If you combine fly and invisibility it seems like an easy solution. Add the levels together to make it 5th level or even 6th level. There is one problem though. Concentration is a mechanic that limits the amount of buffs 1 caster can create. This makes the caster have 2 buffs active at once and can break the game.

As you can see, combining spells is generally a bad idea. Other factors come into play that you didn’t think of and even if a player just wants to combine spells because it is a cool idea, do not let them.

Do not ever let your players combine spells. Only bad things can come of it. If it is not enhancing the game, then don’t let it happen!

Conclusion

We have gone over how to create spells in D&D 5e. You must keep in mind time, money, balance, failure, and intent.

There are other important factors in each sub catagory like conditions, cautions, and more that you should know about to balance spells properly and to avoid disaster in your game.

We have even discussed weird options like combining spells.

After reading everything you should have a guide of how to create spells in D&D 5e, AND make sure that they are not too powerful to break your game.

I hope that this article helped you in creating spells, and that your life is made a little bit easier by this. Or more difficult for the sake of enhancing your game.
Also, if you want to have a professional DM then check out my site here and hire me for you and your group!

This has been Wizo and keep rolling!

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4 Comments

  1. I have a player who is using a multiclass eldrich knight/wizard. We agreed to run on only core plus Xanathar’s but he wants to create some cantrips from another sourcebook. He wants to basically make his weapons deal cantrips damage as well as their normal damage. I am willing to hear his arguments

    Basically he wants booming blade and sword burst. Offhand I am against them both. They seem way overpowered for cantrips. Am I wrong?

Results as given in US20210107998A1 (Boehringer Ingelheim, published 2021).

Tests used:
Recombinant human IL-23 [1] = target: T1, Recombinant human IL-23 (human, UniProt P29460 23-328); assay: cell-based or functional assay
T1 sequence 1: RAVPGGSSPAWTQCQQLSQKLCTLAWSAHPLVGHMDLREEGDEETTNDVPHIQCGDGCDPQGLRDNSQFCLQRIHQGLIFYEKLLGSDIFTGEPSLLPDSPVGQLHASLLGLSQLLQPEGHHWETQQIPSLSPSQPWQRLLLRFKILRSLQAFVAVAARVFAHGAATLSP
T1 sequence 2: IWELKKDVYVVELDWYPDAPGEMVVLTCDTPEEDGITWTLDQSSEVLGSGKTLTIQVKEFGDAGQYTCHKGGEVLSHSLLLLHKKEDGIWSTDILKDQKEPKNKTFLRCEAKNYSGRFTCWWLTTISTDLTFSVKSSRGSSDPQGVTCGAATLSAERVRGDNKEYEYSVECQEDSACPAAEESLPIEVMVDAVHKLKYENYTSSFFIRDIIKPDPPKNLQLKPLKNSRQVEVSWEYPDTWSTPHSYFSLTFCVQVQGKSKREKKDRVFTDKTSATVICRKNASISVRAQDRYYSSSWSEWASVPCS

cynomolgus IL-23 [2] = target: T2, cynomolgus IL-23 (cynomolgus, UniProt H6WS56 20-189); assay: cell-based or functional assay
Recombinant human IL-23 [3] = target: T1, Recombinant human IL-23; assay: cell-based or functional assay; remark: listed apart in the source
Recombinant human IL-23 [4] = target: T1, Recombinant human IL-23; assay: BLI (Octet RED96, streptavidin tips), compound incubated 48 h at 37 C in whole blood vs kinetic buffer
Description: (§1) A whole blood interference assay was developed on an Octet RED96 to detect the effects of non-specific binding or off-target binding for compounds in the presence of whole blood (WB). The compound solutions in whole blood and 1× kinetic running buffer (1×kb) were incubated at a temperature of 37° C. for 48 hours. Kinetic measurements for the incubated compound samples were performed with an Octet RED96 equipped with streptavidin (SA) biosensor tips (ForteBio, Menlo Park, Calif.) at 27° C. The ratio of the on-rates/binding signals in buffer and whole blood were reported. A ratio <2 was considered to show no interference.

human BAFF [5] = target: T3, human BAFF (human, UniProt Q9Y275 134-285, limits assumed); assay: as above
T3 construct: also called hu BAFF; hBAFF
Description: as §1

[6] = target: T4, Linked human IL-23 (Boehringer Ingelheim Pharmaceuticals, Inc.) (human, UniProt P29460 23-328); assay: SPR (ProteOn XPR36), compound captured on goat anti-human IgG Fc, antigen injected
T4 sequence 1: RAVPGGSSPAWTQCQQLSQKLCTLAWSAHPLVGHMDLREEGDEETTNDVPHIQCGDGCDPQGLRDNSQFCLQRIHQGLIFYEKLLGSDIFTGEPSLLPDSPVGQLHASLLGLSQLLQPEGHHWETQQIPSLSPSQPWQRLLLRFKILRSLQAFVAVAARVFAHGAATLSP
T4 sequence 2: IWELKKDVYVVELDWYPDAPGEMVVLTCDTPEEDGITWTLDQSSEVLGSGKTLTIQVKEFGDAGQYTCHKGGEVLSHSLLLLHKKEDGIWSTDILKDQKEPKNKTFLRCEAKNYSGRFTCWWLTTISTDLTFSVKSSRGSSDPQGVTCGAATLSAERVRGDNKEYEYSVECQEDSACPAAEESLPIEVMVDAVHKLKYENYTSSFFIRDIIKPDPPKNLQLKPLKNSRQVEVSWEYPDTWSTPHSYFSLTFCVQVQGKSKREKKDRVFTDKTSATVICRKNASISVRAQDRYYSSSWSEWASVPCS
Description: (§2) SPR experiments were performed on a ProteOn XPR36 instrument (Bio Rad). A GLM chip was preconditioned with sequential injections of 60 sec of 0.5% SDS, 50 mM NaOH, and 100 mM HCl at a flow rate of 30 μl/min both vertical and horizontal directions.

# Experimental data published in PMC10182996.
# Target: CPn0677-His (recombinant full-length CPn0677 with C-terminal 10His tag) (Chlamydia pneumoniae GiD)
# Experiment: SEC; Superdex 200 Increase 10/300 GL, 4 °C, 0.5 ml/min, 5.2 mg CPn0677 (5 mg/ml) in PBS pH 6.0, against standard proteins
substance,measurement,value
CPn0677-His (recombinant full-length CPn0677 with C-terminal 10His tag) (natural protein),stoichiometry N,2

1. I understand the initial trepidation of allowing this, but if you read the spells in a technical sense they are not overpowered. Booming blade, for example, is an action that allows a melee attack and cantrip damage. This is perfectly fine because the fighter is sacrificing his extra attack actions to deal cantrip damage. This is pretty powerful at level 1-4, but is less powerful as the player levels. As for overpowered, look at moon druid. They can be a brown bear at level 1 and thus gain 68 extra hp (just from shapeshift) with multi attacks at level 2. For an eldritch knight using booming blade, it doesn’t seem to be game-breaking considering other powerful combinations.

      This being said, it depends on your game and how you want to run it. If the eldritch knight is by far more powerful than all your players, you may want to talk to them and ask/explain the situation. Our powergamer articles might actually help you make a decision.

      As for sword burst, both are actions so they can’t both be used (unless with an action surge) which makes them fine. Of course, the optimal setting of sword burst is ridiculous, but that is rare and only really useful if you are throwing trash at your players.

      In short, I don’t think that combination is overpowered, but it depends on your group and your game + what you have already allowed. The choice is ultimately up to you to allow it or not, but I hope that I have helped you a little bit.

  2. I disagree on *never* letting a spell break theme. Consider that under that rubric, knock breaks the theme almost as badly as a heal spell. I do think it needs to be obvious why wizards avoid such research. It should be dangerous and get minimal results. (Pathfinder had a good example of a wizard healing spell [it was a small amount of regeneration for a very short time that also made the character detect as evil for the duration]).

    Also, wizards should be able to research spells more generally at higher levels. I would alter the requirement that you need 5 levels in a class to research its spells (and remove the requirement to be able to cast it if the player is ok with possible mishaps). I would add an OR and suggest that level 10 in a casting class or 15 in a non casting class can do research in any tree. It works better for the themes of arcane clerics and wizards. Wizards are the magic physicists of the world. By definition, a wizard understands more about the theory of healing spells than even clerics (which is ironic). I wouldn’t let the fact that wizards can’t cast such spells get in the way. I would treat it in a similar way that physics treats dark matter and there like. A wizard should have loads of theories on how healing works, but remain unstable to accomplish anything practical (it should never be convenient). That’s my two cents.

    1. Interesting take on the second part of your comment. We all have different ways to do this.

      As for ‘never letting a spell break theme’ it was intended to not have spells completely break the boundaries of class magic. Wizards shouldn’t be able to cast healing magic that can suppliment or be greater than other healing magic. In other words, they shouldn’t be able to be healers. Maybe a strange gimmick, but nothing like a major heal.